Women speak out against sexual assault in Kenya

Grace Mbugua, founder and director of Women’s Empowerment Link (WEL)
Grace Mbugua, founder and director of Women’s Empowerment Link (WEL)

KENYA—Grace Mbugua was riding in a matatu van when the attendant started to harass her. First, he started flirting with her. When Grace made it clear that she was not interested, he tried touching her anyway.

“When I came out [of the matatu],” she said, “I actually felt abused … How often [must this experience occur] for those who have to commute every day?”

Among those daily commuters are adolescent girls, who depend on the matatu vans to get them to school and back for a small fare. The harassment and assault that they face in the matatus represent just one part of Kenya’s broader problem with gender-based violence. A 2013 UN report indicated that 1 in 5 women experience violence in Kenya.

As the founder and director of Women’s Empowerment Link (WEL), Grace is trying to address this challenge. Her organization works to empower women and girls politically, socially and economically—so they can speak out against gender-based violence and discrimination. Toward this end, WEL organizes a variety of creative projects; their new campaign against gender-based violence in the transportation industry is just one example.

Women holding hands at Women's Empowerment Link

In most areas of Kenya, matatu vans are the main mode of public transportation. Each van has about 14 seats, but this does not stop the driver and his attendant—who collects fare money—from cramming in as many people as possible. In this already uncomfortable, crowded environment, some matatu staff attempt to sexually harass or assault female passengers. Grace cited a WEL study that surveyed 48 female students and found that 75 percent of them had been harassed or experienced unwanted touching on public transportation.

Some Kenyan girls have also faced harassment from men who offer them free or reduced fare rides on their motorbikes, or boda bodas. In some cases, these adult men coerce adolescent girls as a young as 13 to exchange sexual favors for boda boda rides. “They are taking advantage of girls,” Grace said, adding that many of the girls come from families with very limited resources. Offers of free rides or cash can be very tempting for girls who have no other sources of income.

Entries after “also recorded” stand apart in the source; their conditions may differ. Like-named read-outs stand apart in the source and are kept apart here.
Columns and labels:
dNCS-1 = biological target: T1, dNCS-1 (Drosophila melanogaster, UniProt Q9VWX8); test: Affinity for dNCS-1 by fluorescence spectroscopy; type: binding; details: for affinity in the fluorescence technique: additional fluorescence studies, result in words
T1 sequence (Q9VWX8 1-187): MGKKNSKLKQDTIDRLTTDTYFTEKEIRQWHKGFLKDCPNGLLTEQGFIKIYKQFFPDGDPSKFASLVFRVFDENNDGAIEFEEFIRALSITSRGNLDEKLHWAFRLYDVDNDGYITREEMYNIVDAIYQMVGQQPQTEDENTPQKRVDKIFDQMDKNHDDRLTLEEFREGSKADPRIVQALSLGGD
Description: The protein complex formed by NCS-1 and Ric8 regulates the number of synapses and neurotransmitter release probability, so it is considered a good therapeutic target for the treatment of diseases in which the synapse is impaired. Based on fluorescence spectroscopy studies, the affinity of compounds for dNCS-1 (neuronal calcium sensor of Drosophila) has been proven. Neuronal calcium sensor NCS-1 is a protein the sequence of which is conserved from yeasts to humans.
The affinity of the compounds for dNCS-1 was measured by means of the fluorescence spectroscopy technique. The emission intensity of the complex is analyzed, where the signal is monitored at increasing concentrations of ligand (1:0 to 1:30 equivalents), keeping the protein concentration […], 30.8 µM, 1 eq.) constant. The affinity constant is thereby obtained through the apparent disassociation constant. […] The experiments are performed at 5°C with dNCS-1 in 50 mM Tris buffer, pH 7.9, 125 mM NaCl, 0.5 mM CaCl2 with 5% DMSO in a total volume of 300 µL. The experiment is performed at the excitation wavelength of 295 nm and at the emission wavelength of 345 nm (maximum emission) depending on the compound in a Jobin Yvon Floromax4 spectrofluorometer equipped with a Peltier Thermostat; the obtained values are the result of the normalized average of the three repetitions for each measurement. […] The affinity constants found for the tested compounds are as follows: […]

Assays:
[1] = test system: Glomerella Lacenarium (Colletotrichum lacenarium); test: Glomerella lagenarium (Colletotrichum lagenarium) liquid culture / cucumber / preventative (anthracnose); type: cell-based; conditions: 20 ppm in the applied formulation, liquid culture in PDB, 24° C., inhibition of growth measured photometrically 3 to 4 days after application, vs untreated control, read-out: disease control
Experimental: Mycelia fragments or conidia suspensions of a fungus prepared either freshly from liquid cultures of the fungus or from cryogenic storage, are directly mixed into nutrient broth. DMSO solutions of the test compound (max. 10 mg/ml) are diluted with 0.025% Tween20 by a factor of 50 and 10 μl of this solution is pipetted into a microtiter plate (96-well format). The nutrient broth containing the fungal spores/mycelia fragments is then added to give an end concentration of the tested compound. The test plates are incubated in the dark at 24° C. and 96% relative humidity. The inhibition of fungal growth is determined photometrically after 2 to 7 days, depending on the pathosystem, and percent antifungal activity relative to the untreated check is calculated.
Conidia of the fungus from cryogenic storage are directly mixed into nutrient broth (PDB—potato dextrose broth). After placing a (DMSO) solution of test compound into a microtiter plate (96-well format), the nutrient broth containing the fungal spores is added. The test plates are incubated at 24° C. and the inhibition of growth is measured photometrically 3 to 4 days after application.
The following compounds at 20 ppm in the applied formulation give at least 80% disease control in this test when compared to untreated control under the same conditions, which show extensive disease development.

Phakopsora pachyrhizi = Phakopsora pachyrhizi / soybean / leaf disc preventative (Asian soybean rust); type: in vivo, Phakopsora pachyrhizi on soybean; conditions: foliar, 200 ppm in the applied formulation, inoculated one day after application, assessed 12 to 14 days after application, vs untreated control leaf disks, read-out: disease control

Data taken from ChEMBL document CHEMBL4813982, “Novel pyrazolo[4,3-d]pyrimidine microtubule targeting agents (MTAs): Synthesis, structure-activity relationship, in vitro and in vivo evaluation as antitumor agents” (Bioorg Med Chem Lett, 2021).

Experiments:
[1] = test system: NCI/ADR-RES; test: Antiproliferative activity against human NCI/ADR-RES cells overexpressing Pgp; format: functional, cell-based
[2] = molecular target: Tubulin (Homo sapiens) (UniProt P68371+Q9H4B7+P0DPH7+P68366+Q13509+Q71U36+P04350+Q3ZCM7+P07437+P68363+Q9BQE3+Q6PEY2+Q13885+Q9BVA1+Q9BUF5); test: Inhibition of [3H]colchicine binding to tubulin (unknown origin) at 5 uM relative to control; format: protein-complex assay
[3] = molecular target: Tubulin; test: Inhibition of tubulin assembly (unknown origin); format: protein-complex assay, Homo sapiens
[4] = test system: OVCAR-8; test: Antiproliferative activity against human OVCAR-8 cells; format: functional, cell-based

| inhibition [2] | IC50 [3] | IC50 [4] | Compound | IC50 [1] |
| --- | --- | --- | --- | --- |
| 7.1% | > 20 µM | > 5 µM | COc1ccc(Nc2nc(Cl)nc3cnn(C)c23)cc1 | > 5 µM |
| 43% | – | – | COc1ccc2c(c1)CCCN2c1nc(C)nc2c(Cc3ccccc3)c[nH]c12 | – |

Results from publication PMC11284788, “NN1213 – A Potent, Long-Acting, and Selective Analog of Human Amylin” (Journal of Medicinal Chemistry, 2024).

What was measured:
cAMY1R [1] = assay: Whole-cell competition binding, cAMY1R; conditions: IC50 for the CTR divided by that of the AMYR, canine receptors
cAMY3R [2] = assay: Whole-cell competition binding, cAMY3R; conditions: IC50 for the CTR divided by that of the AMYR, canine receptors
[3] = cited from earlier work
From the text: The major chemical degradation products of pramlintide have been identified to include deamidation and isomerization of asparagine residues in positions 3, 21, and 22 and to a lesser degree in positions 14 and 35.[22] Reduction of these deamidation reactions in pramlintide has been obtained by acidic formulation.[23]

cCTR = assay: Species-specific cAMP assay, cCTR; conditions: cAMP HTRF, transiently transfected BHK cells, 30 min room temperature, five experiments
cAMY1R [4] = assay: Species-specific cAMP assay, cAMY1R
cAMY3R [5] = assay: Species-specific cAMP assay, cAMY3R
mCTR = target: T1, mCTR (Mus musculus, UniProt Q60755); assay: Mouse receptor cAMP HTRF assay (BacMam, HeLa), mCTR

Under Grace’s leadership—and with support from AJWS—WEL is taking steps to change this reality. In a new campaign to raise awareness about sexual harassment on public transportation, WEL is taking a community-based approach, reaching out to community leaders who can help spread the message that this harassment and violence must be stopped. For example, WEL has found some allies among matatu drivers who don’t condone this behavior—and these drivers are in a position to create change from within the matatu transit system.

Women circled around each other at Women's Empowerment Link

Another important component of WEL’s new campaign is educating the adolescent girls who face the highest risk of experiencing harassment, violence and coercion. Grace said WEL’s educational training at schools will address questions such as, “What is sexual exploitation? What is sexual abuse? And how do you deal with it? Where do you report? What actions can you take? Who can offer you support?”

Kenya’s government institutions have not offered adequate resources or support for those who’ve experienced gender-based violence, making WEL’s work especially crucial. A rape case in June 2013 highlighted the inadequacy of the Kenyan police system, in particular. A 16-year-old girl, known by the pseudonym “Liz,” was gang raped and left paralyzed by her injuries. The village police officers decided to punish the perpetrators by making them mow the police station grass and give Liz money for painkillers—as opposed to pursuing the appropriate court procedures, which might have ended in prison terms for the accused. Though the case gained international attention, similar instances of sexual violence still take place far too often, as Grace made clear.

Grace said WEL also uses their research findings to advocate for the passage of laws and policies that will better protect women and girls from violence—and give them opportunities to seek support and legal justice in the wake of gender-based violence crimes.

Supporting women like Grace is the goal of the International Violence Against Women Act (IVAWA), a critical piece of legislation introduced in the U.S. House of Representatives in November 2013 and introduced in the U.S. Senate in May 2014. If passed, IVAWA would make sure that U.S. aid dollars are allocated to local groups like WEL, and would make it a top U.S. diplomatic priority to stop violence against women and girls worldwide. Tell Congress to pass IVAWA today.

Learn more about AJWS grantee Women’s Empowerment Link (WEL).

Ali Meisel is a former intern at American Jewish World Service (AJWS) attending the University of Michigan, pursing a major in international studies and a minor in community action and social change.